Health isn’t just about not being sick. It’s about all the things that keep people healthy and strong.

Congress has been talking up for health and giving people good messages for health for nearly fifty years.

Here we look back at some old Congress health promotion messaging.

The Congress Health Promotion logo (above) shows things Aboriginal people need to be healthy and strong. Aboriginal artists who contributed to this logo in 1988 said the logo shows people taking care of each other, looking after children and old people, eating good tucker, drinking fresh water, telling stories and talking, getting exercise, growing generation after generation and families sticking together.

These ideas about health also match the first Aboriginal Health Strategy which was developed in the 1980s by a working party including many Aboriginal leaders. They said that health is “not just the physical well-being of the individual but the social, emotional and cultural well-being of the whole community”.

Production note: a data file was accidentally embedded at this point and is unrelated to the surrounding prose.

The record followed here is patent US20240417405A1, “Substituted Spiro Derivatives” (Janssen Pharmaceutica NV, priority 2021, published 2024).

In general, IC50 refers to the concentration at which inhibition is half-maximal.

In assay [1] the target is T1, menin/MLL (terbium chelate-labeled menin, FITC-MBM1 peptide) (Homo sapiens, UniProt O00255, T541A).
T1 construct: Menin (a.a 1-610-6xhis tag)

This logo was also made into a badge:

Sources: Congress Health Gossip #2 May 1988; National Aboriginal Health Strategy 1989, Reprint 1996. 

Here is some other historical health promotion messaging:

"Always brush your teeth, every morning and night"
This painting, painted in 1999 by Riley Williams, is a story about men’s health. The centre circle is the men’s part of the health clinic with male health workers and other male clinicians working together. All of the surrounding circles are men and boy’s camps. The red footsteps symbolise the sick men and boys. They come to the clinic for a check-up. Later on they leave the clinic feeling better and then sit with the healthy men and boys camps. Here they are able to play football, hunt and go camping with no problems. The black and white footprints symbolise the male health worker and the other male clinician visiting men and boys on their out-stations or camps to check on men’s health.
Congress continues to put these ideas about health into practice through its health promotion activities, social and emotional well-being work, Ingkintja for men’s health and Alukura for women’s health, as well as through clinics and family support.